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THE BALCO SCANDAL – CLOUD OF UNCERTAINTY

Sacramento Bee – Dec 4, 2004 – Nick Peters – There are more questions than answers
Recent revelations regarding sluggers Barry Bonds’ and Jason Giambi’s use of steroids squarely placed the responsibility on Major League Baseball to adopt a tougher drug-testing policy, doctors and ethicists said Friday.

Giambi told a grand jury that he used steroids provided by the Bay Area Laboratory Co-Operative. Bonds said he used substances from BALCO but did not know they contained steroids.

Despite his insistence he used steroids unknowingly, Bonds’ reputation has been tainted as he chases Hank Aaron’s all-time home-run record. And Giambi is facing the possibility of having all or part of the remainder of his $120 million contract with the Yankees voided.

The revelations come at a bad time for baseball, which saw record attendance last season and was riding the wave of positive reaction to the Boston Red Sox winning their first World Series title since 1918.

The escalating BALCO scandal is creating a cloud of uncertainty over the integrity of the game.

“As I have repeatedly stated, I am fully committed to the goal of immediately ridding our great game of illegal performance-enhancing substances,” Commissioner Bud Selig said in a prepared statement Friday.

“The use of these substances continues to raise issues regarding the game’s integrity and raises serious concerns about the health and well-being of our players. … I urge the players and their association to … join me in adopting a new, stronger drug-testing policy modeled after our minor-league program that will once and for all rid the game of the scourge of illegal drugs.”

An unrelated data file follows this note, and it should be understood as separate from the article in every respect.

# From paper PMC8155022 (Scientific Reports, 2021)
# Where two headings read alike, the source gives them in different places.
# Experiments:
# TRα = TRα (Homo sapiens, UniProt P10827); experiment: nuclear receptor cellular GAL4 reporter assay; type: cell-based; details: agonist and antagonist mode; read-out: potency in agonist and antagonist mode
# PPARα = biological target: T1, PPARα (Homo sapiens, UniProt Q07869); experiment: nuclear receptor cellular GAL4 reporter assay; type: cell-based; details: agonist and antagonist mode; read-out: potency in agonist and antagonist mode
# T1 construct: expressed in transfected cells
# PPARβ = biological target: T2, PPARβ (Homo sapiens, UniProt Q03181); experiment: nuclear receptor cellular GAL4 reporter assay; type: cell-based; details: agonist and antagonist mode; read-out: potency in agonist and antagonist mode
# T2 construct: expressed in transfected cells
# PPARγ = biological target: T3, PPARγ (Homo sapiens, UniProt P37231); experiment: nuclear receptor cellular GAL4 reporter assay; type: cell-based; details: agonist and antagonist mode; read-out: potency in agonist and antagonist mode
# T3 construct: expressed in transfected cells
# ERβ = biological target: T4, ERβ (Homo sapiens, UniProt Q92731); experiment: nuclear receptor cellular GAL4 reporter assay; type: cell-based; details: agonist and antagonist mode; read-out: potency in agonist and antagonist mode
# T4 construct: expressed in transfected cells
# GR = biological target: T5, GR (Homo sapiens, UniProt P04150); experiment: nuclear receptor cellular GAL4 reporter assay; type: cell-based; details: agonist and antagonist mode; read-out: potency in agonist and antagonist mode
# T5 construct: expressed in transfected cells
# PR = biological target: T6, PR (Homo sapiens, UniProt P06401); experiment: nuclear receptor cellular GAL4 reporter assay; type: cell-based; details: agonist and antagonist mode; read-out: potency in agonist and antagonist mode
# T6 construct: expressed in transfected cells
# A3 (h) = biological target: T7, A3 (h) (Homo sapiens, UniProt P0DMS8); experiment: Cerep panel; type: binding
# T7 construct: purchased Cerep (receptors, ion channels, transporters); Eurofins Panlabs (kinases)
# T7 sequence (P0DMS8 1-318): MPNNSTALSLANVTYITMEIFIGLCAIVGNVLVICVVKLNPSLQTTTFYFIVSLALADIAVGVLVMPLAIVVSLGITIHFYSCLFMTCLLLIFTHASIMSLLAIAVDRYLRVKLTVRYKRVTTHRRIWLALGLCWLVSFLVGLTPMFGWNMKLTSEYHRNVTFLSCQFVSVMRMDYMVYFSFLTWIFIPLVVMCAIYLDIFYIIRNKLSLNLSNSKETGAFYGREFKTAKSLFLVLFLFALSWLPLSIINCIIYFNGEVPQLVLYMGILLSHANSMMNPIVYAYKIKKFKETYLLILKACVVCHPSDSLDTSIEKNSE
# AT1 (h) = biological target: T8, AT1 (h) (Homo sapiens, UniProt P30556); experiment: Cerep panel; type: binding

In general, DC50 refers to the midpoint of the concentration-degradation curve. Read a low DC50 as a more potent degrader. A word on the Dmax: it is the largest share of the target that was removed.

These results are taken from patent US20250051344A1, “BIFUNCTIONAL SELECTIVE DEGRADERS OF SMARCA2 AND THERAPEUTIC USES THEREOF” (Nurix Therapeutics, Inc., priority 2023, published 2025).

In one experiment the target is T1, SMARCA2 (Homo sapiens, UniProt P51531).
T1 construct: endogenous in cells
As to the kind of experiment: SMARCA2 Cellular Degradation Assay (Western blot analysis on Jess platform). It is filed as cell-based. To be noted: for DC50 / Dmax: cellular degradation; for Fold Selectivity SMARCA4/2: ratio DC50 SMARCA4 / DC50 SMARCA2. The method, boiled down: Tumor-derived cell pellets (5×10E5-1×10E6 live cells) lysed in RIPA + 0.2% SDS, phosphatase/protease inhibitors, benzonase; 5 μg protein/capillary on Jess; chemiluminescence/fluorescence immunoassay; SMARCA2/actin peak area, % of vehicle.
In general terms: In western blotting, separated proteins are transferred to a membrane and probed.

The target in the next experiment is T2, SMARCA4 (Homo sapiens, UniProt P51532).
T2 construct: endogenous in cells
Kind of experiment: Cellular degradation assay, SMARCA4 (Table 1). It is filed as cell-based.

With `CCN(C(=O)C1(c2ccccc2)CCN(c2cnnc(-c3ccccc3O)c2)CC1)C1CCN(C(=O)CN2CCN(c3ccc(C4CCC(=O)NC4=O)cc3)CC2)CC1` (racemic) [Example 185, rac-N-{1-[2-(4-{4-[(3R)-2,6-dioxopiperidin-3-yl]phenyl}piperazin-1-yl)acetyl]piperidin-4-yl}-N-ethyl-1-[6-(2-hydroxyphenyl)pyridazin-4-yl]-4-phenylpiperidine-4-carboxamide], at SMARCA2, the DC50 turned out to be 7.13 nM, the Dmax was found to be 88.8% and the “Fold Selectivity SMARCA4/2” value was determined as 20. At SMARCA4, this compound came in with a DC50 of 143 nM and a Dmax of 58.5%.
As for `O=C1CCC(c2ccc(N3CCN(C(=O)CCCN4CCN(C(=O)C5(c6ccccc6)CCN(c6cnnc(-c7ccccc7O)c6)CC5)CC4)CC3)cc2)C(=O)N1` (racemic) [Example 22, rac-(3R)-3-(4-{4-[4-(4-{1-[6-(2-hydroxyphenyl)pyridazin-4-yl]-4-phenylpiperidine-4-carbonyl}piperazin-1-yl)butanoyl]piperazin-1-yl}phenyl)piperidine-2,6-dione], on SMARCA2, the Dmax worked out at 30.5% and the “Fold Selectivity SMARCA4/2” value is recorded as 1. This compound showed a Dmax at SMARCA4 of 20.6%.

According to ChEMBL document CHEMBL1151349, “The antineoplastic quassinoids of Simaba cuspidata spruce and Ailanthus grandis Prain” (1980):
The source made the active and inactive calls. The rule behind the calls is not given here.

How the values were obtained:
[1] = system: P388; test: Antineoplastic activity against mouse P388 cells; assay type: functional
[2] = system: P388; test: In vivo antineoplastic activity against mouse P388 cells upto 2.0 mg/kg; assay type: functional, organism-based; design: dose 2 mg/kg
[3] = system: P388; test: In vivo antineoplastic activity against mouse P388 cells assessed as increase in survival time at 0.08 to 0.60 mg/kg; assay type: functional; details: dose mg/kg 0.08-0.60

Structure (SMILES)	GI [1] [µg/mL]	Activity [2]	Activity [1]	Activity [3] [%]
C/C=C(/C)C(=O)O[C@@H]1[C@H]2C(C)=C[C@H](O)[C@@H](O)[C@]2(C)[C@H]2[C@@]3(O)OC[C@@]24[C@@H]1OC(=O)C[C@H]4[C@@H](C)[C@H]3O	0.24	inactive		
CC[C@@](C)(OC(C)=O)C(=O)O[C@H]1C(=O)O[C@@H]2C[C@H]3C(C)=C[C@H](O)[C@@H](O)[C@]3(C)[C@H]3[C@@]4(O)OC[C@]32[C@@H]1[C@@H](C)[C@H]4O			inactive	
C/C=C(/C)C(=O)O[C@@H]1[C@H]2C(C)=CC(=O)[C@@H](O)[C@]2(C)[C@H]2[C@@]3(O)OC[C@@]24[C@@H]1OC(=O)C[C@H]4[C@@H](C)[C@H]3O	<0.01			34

Giants players and management would not comment on Bonds’ alleged involvement with steroids. A club spokesman said, “We can’t comment. It’s a legal matter, and we’ve been asked to direct questions to the Commissioner’s office.”

BALCO founder Victor Conte went on ABC’s “20/20” Friday night and declared that more than 50 percent of the athletes are taking some form of anabolic steroids.

He also said he saw track star Marion Jones inject herself with steroids that he provided.

Asked specifically about baseball’s dealing with drugs, Conte replied: “I think they still believe there’s a Santa Claus. … They’re not in contact with reality. … The program they have put together is a joke.”

Selig told reporters Thursday in Washington that he hoped to have the minor-league program instituted at the major-league level by spring training. Minor-leaguers are tested in and out of season four times for illegal substances and face increased punishment for each positive test. A fifth positive test brings a lifetime ban.

Under an agreement between MLB and the players’ union, there was increased testing in the majors last season, but it was infrequent.

Here’s how the current system works:

* The first positive test results in treatment and continued testing.

* Any subsequent positive testing means a fine and suspension, beginning with 15 days and up to $10,000. By the fifth violation, the penalty is a one-year suspension and up to $100,000 fine.

* The suspensions would be without pay, and the reason for the player’s absence would be disclosed.

Why would athletes take the risk of using illegal substances?

“It’s a combination of extremism and perfectionism, and a lack of education (on the dangers),” said sports performance psychologist Dr. John F. Murray, who works with the Miami Dolphins and golfers in Florida.

“I don’t buy the argument athletes don’t know what’s in their bodies. They’re aware of what they’re doing. In some ways, it’s good this is coming out. How many more are doing it? It’s just the tip of the iceberg. … We need to be more strict and have better measures in place.”

Dr. William O. Roberts, a team physician in St. Paul, Minn., and president of the American College of Sports Medicine, commented in an e-mail Friday on the unresolved issue of steroid use by professional athletes and the need of reform.

“Too much of the focus this week has been on competition and performance issues such as records and cheating,” Roberts wrote. “Not enough attention is being paid to the messages being sent to impressionable young athletes.